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The Modern Jazz Quartet

Night in Tunisa

  • The Modern Jazz Quartet - Night in Tunisa
  • 01. Medley;
  • They say it's wonderful
  • How deep is the ocean?
  • I don't stand a ghost of a chance with you
  • My old flame
  • Body and soul (10:15)
  • 02. Between The Devil And The Deep Blue Sea (6:56)
  • 03. La Ronde (2:12)
  • 04. Night In Tunisia (6:10)
  • 05. Yesterdays (5:11)
  • 06. Bag's Groove (5:43)
  • 07. Baden-Baden (4:04)
  • The Modern Jazz Quartet - group
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69.00 PLN


Nr kat.: 075678133121
Label  : Atlantic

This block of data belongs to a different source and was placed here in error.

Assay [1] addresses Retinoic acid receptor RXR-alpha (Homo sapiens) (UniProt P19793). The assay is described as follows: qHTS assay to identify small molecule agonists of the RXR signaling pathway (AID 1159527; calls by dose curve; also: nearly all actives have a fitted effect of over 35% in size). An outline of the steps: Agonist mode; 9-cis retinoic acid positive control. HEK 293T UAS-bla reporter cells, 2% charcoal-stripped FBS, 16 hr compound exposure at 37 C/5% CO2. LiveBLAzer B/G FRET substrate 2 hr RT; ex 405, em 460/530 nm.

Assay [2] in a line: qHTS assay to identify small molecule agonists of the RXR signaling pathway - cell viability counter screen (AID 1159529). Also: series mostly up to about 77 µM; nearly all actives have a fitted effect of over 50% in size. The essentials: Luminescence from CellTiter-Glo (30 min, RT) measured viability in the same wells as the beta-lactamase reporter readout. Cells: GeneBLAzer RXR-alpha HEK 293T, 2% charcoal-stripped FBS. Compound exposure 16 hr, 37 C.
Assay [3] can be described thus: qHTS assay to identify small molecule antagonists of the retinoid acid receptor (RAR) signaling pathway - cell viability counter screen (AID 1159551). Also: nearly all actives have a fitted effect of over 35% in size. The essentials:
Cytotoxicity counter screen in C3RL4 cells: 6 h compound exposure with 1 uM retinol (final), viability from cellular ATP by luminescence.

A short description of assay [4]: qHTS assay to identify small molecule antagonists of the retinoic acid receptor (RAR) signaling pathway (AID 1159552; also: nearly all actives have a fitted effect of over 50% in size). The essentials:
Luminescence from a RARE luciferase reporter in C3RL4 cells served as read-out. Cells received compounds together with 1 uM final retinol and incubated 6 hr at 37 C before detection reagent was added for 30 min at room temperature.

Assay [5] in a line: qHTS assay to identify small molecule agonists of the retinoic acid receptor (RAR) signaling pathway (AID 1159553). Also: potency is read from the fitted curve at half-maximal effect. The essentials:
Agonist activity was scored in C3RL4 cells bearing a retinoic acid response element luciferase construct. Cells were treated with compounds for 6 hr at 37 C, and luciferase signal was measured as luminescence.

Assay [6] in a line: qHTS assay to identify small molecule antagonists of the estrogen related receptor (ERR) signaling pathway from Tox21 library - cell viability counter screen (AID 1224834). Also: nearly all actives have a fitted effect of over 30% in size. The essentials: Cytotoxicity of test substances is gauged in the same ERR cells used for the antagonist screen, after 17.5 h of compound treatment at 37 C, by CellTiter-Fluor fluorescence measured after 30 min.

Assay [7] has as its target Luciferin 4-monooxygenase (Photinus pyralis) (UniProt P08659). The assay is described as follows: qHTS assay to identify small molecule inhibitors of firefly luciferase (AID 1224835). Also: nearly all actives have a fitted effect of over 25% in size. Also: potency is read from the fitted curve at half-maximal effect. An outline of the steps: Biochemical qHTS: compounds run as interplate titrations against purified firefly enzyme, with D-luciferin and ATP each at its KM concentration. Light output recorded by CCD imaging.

John Lewis, musical director of The Modern Jazz Quartet, is an enemy of complacency. fie and his J colleagues rehearse at least two or three times a week when they are not chained to a schedule of one-nighters. During a three week stay at Music Inn in the Berkshires in the summer of 1956, the MJQ rehearsed daily - the lure of the lake and other sun-lit diversions notwithstanding. The reason for this continual honing of their material and themselves by the MJQ; is that John is a musical director who knows exactly what he wants, and will not rest content until he and the group fulfill the potential of any given piece: of their own collective identity: and of their individual .skills. A corollary of this attitude is John’s disinclination tip express more than guarded satisfaction with most of what the unit has done on recordings. When, therefore, he said with his customary gentle firmness that this album is the heat the MJQ has done musically, I was curious to discover whey he felt able to make what is for so lightning-bolt a declaration. "I like the album," he began, "because the selections are old in our repertoire so that. we've played them a great deal. 'they're old enough for us to see if we can play, if we can really get out of them and. out of ourselves what is there to be gotten. After hearing; the album, I feel we can play:" "This album," John continued, "is one of our characteristic J0-minute sets. That's a long time to play and sustain interest and strength. I feel we did here. And the rhythm holds up, all the way Another reason I like the set. The numbers also sound the way they actually do sound when we are at our best in a club of at a concert. Again, we've played them so long that we know how we want them to sound." It will be. noted that there is a considerable amount of solo playing in the set. "We had to play for that, to be able to do that," John explained. `They went for themselves, but that was possible because the quartet before had done so many pieces under direction. They knew what to do and I knew what to do when going for ourselves." There are several ballads in this collection, and John has pointed to a note on the ballad in jazz by . John Wilson (Ballads & Blues/Milt Jackson) as most clearly expressing his own ideas on. the subject. "It is the ballad," Wilson wrote, "as most of us have learned, that separates the jazz improviser from the jazz drudge. It is possible to swing a ballad forcibly enough to invest it with an appearance of jazz feeling, but in the process much of its balladry is dissipated. Or, if they inherent prettiness in a ballad is top carefully retained, the effect may be more funereal than jazz like_" Wilson went on to indicate that Milt's task in that album was "to keep the ballads balladic but to play them as jazz,' He succeeded; and so does the MJQ as to unit. In pointing out that the members of the quartet "go for themselves". more than before in this album, John did not mean to indicate that improvisation is a minor aspect of their other work. "The most important thing we're doing," he emphasized, "the bulk of what we play is improvisation. The rest is to give us a framework. And even those frames get moved or bent to fit what we're trying to project. A franc; may last for a while, and if it wears out, it has to be changed too. Anything wears out in time, and changes. All of what we do is relative, and we can be different at different minutes in different sets. in different nights." The essential importance of each individual in the MJQ is clear in John's discussion of how he writes for the group. "I have to listen end listen to Milt and Percy and Connie to absorb as much of them as I can so that I can write things that will be natural to the, that will be as close to their musical personalities as I can get. And that way too I can make is possible for them to best express themselves: musically in what I write and for me to express myself." Milt begins the ballad medley, recalling a visual-analytical description of his approach by Andrew Hodeir in the April, 1956, Jazz-Hot: Once he has chosen his theme, he respects its contours, an attitude which facilitates a generally happy choice of melodies by him. Knowing the quality of his sonority, he loves to let the long notes reverberate - reverberate purely - and even elongate them, it seems, to give them an increase of plasticity as Miles Davis does with obviously different means but an analogous intention. There's the impression that Milt is listening to himself play with an ear that is not at all complacent but that is, in a certain sense, charmed; and that he leaves certain sounds (whose resonance has not been entirely extinguished) only with regret and only under the imperative necessity of the melodic chain." Much has been written about Milt and his assured position as the most creative modern jazz vibist. The two qualities, in addition to his conception, that particularly individuate and fire his work are his "soul" (his ability to communicate open emotion directly); and his beat which is in itself an instantly clear definition of what it is to swing. The style of John Lewis as a soloist, as player of complementary lines to another protagonist, and in straight comping is most accurately described, I feel, as "classic" in the denotative sense of that term. I cite Webster's New International Dictionary (Unabridged): "Of or pertaining to a system regarded as embodying authoritative principles and methods; in accordance with a coherent system considered as having its parts perfectly co-ordinated to their purpose..." In all of John's works, written and pianistic, there is a clear depth of feeling for tradition, for the roots of the jazz language. In almost anything he plays, for example, one can hear the mark of the blues in John. Percy Heath has matured with constantly growing strength in the past three years. His tone has become fuller and firmer, his conception more consistent. He is in temperament and determination as excellent group player, and his willing to learn and grow as an individual through the learning and growth of the group. When I interviewed the then MJQ for a March, 1955 High Fidelity story, Percy said: "The music we're playing has become part of me, and it's such a challenge to try to say well what this music has to say that it'll be extremely gratifying if I'm ever able to fully accomplish that - to interpret our music fully." Percy has come a very long way in that time, and he was eloquent then. Connie Kay may well be the most underestimated member of the MJQ. This is partly due to the subtle usages of percussion in the MJQ's work and partly to Connie's own quietly observant, humorously reserved mien. He is a drummer of rare consistency of taste and with the further capacity to meet the extraordinary dynamics-demands of the unit. There are passages in some works like John Lewis' Variation No. 1 On "God Rest Ye Merry, Gentlemen" (in The Modern Jazz Quartet At Music Inn), in which Connie has to provide the kind of shading within shading that would have been the perfect accompaniment for the limitless numbers of angels who used to have to dance on that one medieval polemical pin. Withal, Connie swings - he pulsates with flowing surety - in whatever he does and through whatever manner of percussion instrument he strokes, attacks or otherwise animates. It is instructive to compare his version of the drum section of the La Ronde Suite with pervious interpretations by Kenny Clarke. I do not compare them qualitatively, because I feel each is meaningful in his own voice; but the comparison indicates how much room for individuality is left for the individual members of the MJQ. Of the rest of the music, there is little to say that the music does not itself make clear. I would note that the album contains two examples of jazz standards that have grown from within jazz, thereby adding to the body of relatively indigenous jazz material from Oh Didn't He Ramble to In A Mellotone To Godchild. The two here are Dizzy Gillespie's Night In Tunisia; and Milt Jackson's talk on and in the marrow of the blues, Bags' Groove, "Bags" being Milt Jackson's nom-de-jazz-guerre. Another point to be made about this album is that although it does not contain any of the quartet's longer works like Fontessa, it does set the problem again of where music like the MJQ's can find an optimum place to be played. Even though there is more "going for oneself in the LP, this is still music of unusual subtlety that requires an attentive audience, and audience sufficiently interested in listening to become active listeners. The most rewarding listening, after all, is that in which the bearer participates in the music, giving of himself emotionally and intellectually as he receives. On this subject, John Lewis has remarked: "People who play should think more about where they're playing. When you're playing in one kind of place, you have to do things that fit that place. Now, if you're in clubs, and feels better off in concerts, you should work in that direction as much as you can. There should be - but doesn't yet exist - something in between clubs and concerts, a place to play that isn't as formal as a concert, nor so cold (relatively speaking) but also where the bottles and glasses aren't tinkling either." "The quartet, for example, does much better in places where people can listen attentively. This is possible in some clubs, but not all. Musicians, to repeat, should start thinking in terms of what kind of settings they're best in. Some big bands might feel better in a theatre than a concert hall, because what they do, if well produced, can be turned into good theatre. Lionel Hampton, for one, shouldn't play concert halls; he'd probably, however, make exciting theatre. And then there are some people who are not theatrical at all, and wouldn't fit at all in theatres." John has obviously thought considerably about where the MJQ can best be heard and can best hear itself. Although the MJQ continues to play clubs, an increasing number of its dates are at colleges and concerts. In the fall of 1957, they begin a European tour that will set a valuable precedent for groups of their kind. Instead of touring for a short, intensive period as part of a "package" with other groups, the MJQ is going for itself. It participates first in the Donaueschingen Festival of Contemporary Music in Germany, October 19-25. The quartet then plays six weeks in Germany, Austria and Switzerland in college towns and small halls in larger cities. Four more weeks in France and Belgium are to follow plus possible dates in Scandinavia and an initial tour of Britain in January or February. In time, the MJQ may be the first modern jazz unit to create a continuing international circuit of which haste, night club and "packages" will be subsidiary and diminishing parts. The final Milt Jackson and Ray Brown track, the quartet's closing theme for the end of each set, is Baden-Baden. The Modern Jazz Quartet's selection of European place names for some of it titles (Concorde, Versailles) is a glancing indication, among other larger ones in his conversation, that John is perhaps the fullest example yet of international jazz musician who jazz roots are in America, but whose tastes, curiosities and life-experiences are not restricted to any one milieu. Jazz has obviously become an international language, and I expect that in the decades ahead, more and more of its practitioners will also become internationalized. It would not be the first time jazzmen have set an example in the breaking of artificial barriers. NAT HENTOFF